Facial Identity and Self-Perception: An Examination of Psychosocial Outcomes in Cosmetic Surgery Patients

June 2017 | Volume 16 | Issue 6 | Original Article | 617 | Copyright © 2017

Benjamin Slavin BA PAa and Jacob Beer BA PAb

aUniversity of Miami School of Medicine, Miami, FL bUniversity of Pennsylvania, Philadelphia, PA

Abstract

The psychosocial health of patients undergoing cosmetic procedures has often been linked to a host of pre-existing conditions, including the type of procedure being performed. Age, gender, and the psychological state of the patients also contribute to the perceived outcome. Specifically, the presence or absence of Body Dysmorphic Disorder (BDD) has been identified as an independent marker for unhappiness following cosmetic procedures.1 However, no study has, to our knowledge, identified a more precise indicator that is associated with higher rates of patient dissatisfaction from cosmetic procedure. This review identifies facial identity and self-perception as potential identifiers of future patient dissatisfaction with cosmetic procedures. Specifically, we believe that patients with a realistic facial identity and self-perception are more likely to be satisfied than those whose self-perceptions are distorted. Patients undergoing restorative procedures, including blepharoplasty, rhytidectomy, and liposuction, are more likely to have an increased outcome favorability rating than those undergoing type change procedures, such as rhinoplasty and breast augmentation. Age, which typically is an independent variable for satisfaction, tends to be associated with increased favorability ratings following cosmetic procedures. Female gender is a second variable associated with higher satisfaction. The authors believe that negative facial identity and self-perception are risk factors for patient dissatisfaction with cosmetic procedural outcomes. Based on this assumption, clinicians may want to focus on the face as a particular area of psychosocial concern.

J Drugs Dermatol. 2017;16(6):617-620.

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INTRODUCTION

The prevalence of cosmetic surgical procedures in the United States has grown by 115% since 2000.2 This suggests that Americans possess some degree of dissatisfaction with their appearance. Furthermore, 71% of a global population of women surveyed3 believe the media should portray a broader range of physical traits and appearances as being representative of cultural beauty norms. Multiple studies have examined the relationship between psychosocial well-being and patient satisfaction with cosmetic procedural outcomes.1,4,5 Many of these studies conclude that procedure type, age, gender, and the potential presence of Body Dysmorphic Disorder (BDD) contribute to a patient’s overall satisfaction level. However, the potential for facial identity and self-perception, rather than generalized BDD,6 to predict satisfaction with cosmetic procedural outcomes has not received adequate attention.The current body of literature suggests that cosmetic practitioners should be cognizant of risk factors that can increase the likelihood of patient dissatisfaction with the procedural outcome. At the present time, these risks are known to include the following: type-change procedures, male gender, youth, and signs of BDD.1 Despite these risk factors, there has been very little research regarding their interplay and correlation with each other. Most studies advise cosmetic practitioners to pre-screen for these risk factors. These suggestions fail to recognize that while age and gender are easier to identify, many psychiatric disorders such as generalized BDD are not recognized by the cosmetic practitioner until it is too late. BDD’s broad definition states that fixation can occur anywhere in the body,6 further complicating the ability of practitioners to pinpoint the disorder. Thus, the cosmetic practitioner is often resigned to discover BDD only after they have performed procedures on their patients.This article reviews some of the risk factors for patient dissatisfaction with cosmetic procedures, including procedure type, age, gender, and the presence of BDD.1,4,5 The goal of this information is to help physicians identify patients who may be predisposed for lower satisfaction with procedural outcomes. By exploring some of the most commonly mentioned pre-surgical risk factors for patient dissatisfaction with cosmetic procedures, it is possible to highlight the face as a particular area of high risk for patient dissatisfaction.1,4,5 Consideration is also given to the face’s central role in the establishment of human identity.7 Facial identity and self-perception may be potential areas of focus during pre-surgical evaluations rather than the more common focus on generalized BDD.1,4,5,8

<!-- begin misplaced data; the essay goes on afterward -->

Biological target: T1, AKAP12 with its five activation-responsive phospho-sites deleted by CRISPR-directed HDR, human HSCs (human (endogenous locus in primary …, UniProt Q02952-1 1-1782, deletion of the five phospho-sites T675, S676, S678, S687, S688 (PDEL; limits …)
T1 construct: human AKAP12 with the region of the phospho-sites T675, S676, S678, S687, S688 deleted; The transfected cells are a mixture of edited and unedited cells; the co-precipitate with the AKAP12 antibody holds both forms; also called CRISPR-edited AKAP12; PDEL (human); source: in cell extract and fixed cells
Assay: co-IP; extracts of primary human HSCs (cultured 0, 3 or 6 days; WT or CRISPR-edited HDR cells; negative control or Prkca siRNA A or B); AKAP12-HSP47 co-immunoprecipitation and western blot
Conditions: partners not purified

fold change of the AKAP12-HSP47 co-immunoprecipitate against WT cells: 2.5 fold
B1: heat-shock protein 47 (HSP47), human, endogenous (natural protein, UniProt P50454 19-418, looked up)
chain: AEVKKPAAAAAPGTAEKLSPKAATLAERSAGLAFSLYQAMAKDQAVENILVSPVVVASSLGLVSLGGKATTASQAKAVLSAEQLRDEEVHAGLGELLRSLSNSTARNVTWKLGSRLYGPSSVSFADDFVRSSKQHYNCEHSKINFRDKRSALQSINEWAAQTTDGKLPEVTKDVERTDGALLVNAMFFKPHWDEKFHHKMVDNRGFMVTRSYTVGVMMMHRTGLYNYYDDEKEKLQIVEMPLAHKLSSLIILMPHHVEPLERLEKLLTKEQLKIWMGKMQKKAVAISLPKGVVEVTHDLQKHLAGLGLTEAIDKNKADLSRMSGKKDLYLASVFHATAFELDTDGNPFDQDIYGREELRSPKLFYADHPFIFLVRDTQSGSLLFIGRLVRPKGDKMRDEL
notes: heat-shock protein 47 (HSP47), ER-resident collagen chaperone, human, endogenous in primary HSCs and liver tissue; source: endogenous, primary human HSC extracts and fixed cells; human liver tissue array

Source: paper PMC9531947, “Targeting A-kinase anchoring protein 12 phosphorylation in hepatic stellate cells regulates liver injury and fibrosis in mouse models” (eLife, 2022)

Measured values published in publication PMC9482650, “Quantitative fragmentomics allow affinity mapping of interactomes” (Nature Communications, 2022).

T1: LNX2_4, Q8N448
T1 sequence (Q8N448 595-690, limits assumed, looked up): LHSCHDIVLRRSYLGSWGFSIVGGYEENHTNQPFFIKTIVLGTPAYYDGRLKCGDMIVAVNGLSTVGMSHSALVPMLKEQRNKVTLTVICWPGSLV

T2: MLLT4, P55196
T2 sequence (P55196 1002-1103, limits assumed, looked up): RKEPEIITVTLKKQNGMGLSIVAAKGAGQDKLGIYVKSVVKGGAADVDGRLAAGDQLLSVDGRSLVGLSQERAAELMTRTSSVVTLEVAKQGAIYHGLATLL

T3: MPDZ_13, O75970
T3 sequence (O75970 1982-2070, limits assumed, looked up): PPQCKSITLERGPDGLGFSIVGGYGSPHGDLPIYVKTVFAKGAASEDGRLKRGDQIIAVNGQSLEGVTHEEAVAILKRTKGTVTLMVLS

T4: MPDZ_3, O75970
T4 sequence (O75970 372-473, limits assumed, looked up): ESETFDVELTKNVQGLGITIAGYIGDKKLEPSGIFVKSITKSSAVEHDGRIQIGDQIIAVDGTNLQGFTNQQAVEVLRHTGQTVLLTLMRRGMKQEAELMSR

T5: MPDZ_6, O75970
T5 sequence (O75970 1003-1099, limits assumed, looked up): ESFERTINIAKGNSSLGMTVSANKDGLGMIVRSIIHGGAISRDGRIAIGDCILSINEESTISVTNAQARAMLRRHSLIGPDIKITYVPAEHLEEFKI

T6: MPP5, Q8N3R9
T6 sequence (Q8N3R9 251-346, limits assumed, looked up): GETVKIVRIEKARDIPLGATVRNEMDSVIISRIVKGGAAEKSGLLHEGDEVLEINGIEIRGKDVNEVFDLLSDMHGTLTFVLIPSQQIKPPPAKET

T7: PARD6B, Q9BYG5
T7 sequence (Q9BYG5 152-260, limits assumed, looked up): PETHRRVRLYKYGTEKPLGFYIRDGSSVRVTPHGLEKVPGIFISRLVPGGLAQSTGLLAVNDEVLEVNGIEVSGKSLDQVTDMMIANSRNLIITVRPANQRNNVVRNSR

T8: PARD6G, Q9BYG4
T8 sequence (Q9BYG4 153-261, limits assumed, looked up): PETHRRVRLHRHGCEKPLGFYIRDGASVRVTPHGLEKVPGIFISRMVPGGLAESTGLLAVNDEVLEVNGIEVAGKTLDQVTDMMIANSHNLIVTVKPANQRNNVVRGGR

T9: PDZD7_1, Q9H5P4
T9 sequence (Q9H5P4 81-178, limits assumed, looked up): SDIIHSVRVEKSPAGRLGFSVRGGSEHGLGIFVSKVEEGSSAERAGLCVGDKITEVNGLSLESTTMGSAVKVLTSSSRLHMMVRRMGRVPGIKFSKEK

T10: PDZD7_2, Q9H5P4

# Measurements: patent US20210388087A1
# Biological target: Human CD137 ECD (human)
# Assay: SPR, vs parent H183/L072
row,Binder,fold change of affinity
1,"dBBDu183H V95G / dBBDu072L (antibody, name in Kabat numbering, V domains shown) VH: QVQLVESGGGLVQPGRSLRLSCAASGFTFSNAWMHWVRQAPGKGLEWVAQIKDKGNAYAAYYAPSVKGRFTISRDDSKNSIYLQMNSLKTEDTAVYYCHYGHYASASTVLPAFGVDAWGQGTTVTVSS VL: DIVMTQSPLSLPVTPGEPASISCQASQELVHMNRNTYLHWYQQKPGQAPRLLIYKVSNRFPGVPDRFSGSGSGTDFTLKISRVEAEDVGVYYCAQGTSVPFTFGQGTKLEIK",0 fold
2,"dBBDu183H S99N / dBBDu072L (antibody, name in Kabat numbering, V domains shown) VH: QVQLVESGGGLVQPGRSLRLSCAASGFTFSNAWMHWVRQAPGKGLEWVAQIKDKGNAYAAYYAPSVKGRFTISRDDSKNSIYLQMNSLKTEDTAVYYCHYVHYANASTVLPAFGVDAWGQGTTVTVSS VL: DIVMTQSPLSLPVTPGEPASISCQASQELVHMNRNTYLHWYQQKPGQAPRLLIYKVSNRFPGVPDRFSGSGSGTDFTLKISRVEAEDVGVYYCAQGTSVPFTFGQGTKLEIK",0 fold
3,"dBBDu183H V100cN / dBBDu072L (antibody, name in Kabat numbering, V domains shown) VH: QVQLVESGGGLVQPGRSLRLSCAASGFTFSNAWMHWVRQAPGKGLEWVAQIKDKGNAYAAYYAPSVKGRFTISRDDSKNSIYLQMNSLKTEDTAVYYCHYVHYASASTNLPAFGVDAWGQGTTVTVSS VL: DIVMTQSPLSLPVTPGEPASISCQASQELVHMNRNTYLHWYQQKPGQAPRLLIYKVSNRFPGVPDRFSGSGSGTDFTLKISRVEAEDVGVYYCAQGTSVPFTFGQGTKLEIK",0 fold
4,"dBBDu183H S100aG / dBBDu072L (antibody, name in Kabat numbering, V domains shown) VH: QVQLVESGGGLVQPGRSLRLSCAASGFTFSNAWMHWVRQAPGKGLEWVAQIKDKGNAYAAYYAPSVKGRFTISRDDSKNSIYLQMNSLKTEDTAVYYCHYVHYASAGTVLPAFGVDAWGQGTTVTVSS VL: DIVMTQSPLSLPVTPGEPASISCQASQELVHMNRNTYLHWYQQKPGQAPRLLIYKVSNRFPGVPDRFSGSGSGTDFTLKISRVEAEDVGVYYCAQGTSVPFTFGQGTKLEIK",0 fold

MATERIALS AND METHODS

We reviewed the Pubmed, Google Scholar, and ProQuest databases using search terms that included: cosmetic surgery,

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